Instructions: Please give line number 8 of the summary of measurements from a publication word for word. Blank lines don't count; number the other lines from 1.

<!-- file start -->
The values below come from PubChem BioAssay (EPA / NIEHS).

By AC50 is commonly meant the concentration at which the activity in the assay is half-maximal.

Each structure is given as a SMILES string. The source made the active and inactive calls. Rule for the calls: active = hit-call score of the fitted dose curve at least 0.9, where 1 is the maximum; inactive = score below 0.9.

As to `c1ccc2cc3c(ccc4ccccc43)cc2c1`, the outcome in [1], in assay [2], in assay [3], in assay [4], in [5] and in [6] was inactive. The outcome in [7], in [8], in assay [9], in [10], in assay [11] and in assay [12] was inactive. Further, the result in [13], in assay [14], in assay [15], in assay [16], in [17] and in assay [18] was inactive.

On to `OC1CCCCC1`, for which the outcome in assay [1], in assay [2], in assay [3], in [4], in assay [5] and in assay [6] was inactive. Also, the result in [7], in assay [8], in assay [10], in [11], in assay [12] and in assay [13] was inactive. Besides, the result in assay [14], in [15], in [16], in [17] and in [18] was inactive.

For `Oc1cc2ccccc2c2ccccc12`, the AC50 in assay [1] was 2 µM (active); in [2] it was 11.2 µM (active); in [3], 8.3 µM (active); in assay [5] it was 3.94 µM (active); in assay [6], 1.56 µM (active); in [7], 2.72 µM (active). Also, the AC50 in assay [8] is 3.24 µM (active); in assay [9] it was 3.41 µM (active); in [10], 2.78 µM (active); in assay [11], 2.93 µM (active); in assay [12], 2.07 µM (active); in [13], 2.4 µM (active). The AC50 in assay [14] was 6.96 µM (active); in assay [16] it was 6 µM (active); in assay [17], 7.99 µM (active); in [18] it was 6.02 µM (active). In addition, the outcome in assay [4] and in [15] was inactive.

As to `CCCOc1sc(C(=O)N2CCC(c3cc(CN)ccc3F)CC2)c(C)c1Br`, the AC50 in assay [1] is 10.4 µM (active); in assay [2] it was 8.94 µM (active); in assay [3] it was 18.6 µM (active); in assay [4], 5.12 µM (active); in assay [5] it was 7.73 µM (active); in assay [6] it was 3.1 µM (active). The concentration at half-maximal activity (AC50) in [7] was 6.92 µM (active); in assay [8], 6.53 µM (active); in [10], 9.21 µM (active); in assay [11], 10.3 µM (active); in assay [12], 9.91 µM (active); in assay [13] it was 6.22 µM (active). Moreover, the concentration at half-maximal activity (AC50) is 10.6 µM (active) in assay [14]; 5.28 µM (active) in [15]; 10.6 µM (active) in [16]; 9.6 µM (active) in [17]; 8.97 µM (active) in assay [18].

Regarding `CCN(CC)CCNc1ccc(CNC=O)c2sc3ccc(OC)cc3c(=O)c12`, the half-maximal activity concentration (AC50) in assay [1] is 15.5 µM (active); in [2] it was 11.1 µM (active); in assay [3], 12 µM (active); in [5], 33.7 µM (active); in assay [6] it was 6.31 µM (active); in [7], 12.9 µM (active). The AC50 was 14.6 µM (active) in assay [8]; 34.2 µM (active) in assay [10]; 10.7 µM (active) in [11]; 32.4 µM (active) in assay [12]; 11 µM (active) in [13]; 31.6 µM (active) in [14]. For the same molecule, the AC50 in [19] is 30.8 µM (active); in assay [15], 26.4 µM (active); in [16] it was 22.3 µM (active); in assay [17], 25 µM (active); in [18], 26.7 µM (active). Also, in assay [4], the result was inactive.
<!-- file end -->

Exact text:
Regarding `CCN(CC)CCNc1ccc(CNC=O)c2sc3ccc(OC)cc3c(=O)c12`, the half-maximal activity concentration (AC50) in assay [1] is 15.5 µM (active); in [2] it was 11.1 µM (active); in assay [3], 12 µM (active); in [5], 33.7 µM (active); in assay [6] it was 6.31 µM (active); in [7], 12.9 µM (active). The AC50 was 14.6 µM (active) in assay [8]; 34.2 µM (active) in assay [10]; 10.7 µM (active) in [11]; 32.4 µM (active) in assay [12]; 11 µM (active) in [13]; 31.6 µM (active) in [14]. For the same molecule, the AC50 in [19] is 30.8 µM (active); in assay [15], 26.4 µM (active); in [16] it was 22.3 µM (active); in assay [17], 25 µM (active); in [18], 26.7 µM (active). Also, in assay [4], the result was inactive.